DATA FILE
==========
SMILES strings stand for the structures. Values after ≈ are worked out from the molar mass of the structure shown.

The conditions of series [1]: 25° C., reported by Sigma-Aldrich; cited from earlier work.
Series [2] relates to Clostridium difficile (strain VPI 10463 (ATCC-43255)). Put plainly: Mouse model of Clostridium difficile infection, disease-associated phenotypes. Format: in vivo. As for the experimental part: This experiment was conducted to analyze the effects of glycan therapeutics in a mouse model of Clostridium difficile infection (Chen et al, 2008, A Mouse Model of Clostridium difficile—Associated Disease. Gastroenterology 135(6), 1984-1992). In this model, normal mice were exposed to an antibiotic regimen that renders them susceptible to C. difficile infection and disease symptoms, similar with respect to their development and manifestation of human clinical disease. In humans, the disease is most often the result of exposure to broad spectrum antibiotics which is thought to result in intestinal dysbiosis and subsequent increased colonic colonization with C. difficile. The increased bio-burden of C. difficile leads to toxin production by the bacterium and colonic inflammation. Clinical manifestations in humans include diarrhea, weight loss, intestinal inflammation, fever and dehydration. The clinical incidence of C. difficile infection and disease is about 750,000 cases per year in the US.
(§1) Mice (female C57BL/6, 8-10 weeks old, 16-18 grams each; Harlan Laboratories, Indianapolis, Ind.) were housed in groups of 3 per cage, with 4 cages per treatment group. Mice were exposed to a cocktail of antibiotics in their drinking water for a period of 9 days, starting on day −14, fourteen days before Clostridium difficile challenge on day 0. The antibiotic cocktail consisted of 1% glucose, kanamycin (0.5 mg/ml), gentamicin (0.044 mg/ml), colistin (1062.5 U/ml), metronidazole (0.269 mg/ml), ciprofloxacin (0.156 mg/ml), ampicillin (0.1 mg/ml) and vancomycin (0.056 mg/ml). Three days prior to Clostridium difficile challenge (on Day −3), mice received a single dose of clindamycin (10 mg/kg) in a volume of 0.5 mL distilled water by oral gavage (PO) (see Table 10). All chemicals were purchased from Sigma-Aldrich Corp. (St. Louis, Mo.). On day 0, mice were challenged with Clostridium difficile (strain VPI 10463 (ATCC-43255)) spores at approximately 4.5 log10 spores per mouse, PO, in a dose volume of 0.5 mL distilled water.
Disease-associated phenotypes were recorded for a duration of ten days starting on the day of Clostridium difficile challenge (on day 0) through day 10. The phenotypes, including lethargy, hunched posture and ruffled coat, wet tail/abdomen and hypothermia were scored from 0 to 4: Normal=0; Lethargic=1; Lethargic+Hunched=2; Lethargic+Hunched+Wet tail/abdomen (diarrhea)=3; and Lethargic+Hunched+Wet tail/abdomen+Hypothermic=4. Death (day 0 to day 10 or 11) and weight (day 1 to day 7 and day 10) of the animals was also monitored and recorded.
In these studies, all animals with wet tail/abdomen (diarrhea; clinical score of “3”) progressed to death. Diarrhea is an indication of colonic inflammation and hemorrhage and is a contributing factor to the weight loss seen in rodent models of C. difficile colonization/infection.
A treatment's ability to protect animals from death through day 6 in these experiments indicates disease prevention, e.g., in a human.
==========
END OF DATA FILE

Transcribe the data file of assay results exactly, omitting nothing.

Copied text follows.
SMILES strings stand for the structures. Values after ≈ are worked out from the molar mass of the structure shown.

The conditions of series [1]: 25° C., reported by Sigma-Aldrich; cited from earlier work.
Series [2] relates to Clostridium difficile (strain VPI 10463 (ATCC-43255)). Put plainly: Mouse model of Clostridium difficile infection, disease-associated phenotypes. Format: in vivo. As for the experimental part: This experiment was conducted to analyze the effects of glycan therapeutics in a mouse model of Clostridium difficile infection (Chen et al, 2008, A Mouse Model of Clostridium difficile—Associated Disease. Gastroenterology 135(6), 1984-1992). In this model, normal mice were exposed to an antibiotic regimen that renders them susceptible to C. difficile infection and disease symptoms, similar with respect to their development and manifestation of human clinical disease. In humans, the disease is most often the result of exposure to broad spectrum antibiotics which is thought to result in intestinal dysbiosis and subsequent increased colonic colonization with C. difficile. The increased bio-burden of C. difficile leads to toxin production by the bacterium and colonic inflammation. Clinical manifestations in humans include diarrhea, weight loss, intestinal inflammation, fever and dehydration. The clinical incidence of C. difficile infection and disease is about 750,000 cases per year in the US.
(§1) Mice (female C57BL/6, 8-10 weeks old, 16-18 grams each; Harlan Laboratories, Indianapolis, Ind.) were housed in groups of 3 per cage, with 4 cages per treatment group. Mice were exposed to a cocktail of antibiotics in their drinking water for a period of 9 days, starting on day −14, fourteen days before Clostridium difficile challenge on day 0. The antibiotic cocktail consisted of 1% glucose, kanamycin (0.5 mg/ml), gentamicin (0.044 mg/ml), colistin (1062.5 U/ml), metronidazole (0.269 mg/ml), ciprofloxacin (0.156 mg/ml), ampicillin (0.1 mg/ml) and vancomycin (0.056 mg/ml). Three days prior to Clostridium difficile challenge (on Day −3), mice received a single dose of clindamycin (10 mg/kg) in a volume of 0.5 mL distilled water by oral gavage (PO) (see Table 10). All chemicals were purchased from Sigma-Aldrich Corp. (St. Louis, Mo.). On day 0, mice were challenged with Clostridium difficile (strain VPI 10463 (ATCC-43255)) spores at approximately 4.5 log10 spores per mouse, PO, in a dose volume of 0.5 mL distilled water.
Disease-associated phenotypes were recorded for a duration of ten days starting on the day of Clostridium difficile challenge (on day 0) through day 10. The phenotypes, including lethargy, hunched posture and ruffled coat, wet tail/abdomen and hypothermia were scored from 0 to 4: Normal=0; Lethargic=1; Lethargic+Hunched=2; Lethargic+Hunched+Wet tail/abdomen (diarrhea)=3; and Lethargic+Hunched+Wet tail/abdomen+Hypothermic=4. Death (day 0 to day 10 or 11) and weight (day 1 to day 7 and day 10) of the animals was also monitored and recorded.
In these studies, all animals with wet tail/abdomen (diarrhea; clinical score of “3”) progressed to death. Diarrhea is an indication of colonic inflammation and hemorrhage and is a contributing factor to the weight loss seen in rodent models of C. difficile colonization/infection.
A treatment's ability to protect animals from death through day 6 in these experiments indicates disease prevention, e.g., in a human.